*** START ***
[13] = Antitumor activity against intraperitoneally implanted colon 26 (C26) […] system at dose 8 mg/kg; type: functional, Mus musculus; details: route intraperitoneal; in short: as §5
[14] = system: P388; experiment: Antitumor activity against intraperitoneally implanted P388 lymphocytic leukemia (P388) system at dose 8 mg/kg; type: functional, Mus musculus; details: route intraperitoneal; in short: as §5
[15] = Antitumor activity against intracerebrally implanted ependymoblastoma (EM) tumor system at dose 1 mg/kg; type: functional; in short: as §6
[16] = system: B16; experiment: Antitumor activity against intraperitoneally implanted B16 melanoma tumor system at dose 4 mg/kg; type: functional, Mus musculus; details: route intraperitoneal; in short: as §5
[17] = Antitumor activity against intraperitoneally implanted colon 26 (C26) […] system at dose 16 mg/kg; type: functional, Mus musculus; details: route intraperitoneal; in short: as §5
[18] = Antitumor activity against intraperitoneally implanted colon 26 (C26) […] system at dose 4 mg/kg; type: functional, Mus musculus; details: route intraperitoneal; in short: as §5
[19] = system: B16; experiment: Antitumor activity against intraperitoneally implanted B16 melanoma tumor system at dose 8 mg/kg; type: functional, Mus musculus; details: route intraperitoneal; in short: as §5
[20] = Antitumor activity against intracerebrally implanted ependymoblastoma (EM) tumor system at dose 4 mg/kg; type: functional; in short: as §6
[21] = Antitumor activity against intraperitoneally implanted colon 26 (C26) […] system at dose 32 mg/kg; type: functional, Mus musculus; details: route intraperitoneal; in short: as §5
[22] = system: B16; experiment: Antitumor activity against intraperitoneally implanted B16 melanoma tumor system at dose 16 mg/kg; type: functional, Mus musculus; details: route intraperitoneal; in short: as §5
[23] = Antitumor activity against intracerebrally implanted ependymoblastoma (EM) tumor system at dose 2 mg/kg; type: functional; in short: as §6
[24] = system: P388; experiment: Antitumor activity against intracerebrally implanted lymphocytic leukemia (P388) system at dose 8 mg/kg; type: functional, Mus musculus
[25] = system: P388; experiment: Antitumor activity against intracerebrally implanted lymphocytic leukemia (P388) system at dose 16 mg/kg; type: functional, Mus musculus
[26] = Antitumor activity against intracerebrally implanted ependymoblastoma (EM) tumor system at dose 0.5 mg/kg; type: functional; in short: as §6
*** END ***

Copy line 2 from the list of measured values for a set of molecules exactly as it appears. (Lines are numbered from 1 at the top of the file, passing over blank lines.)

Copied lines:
[14] = system: P388; experiment: Antitumor activity against intraperitoneally implanted P388 lymphocytic leukemia (P388) system at dose 8 mg/kg; type: functional, Mus musculus; details: route intraperitoneal; in short: as §5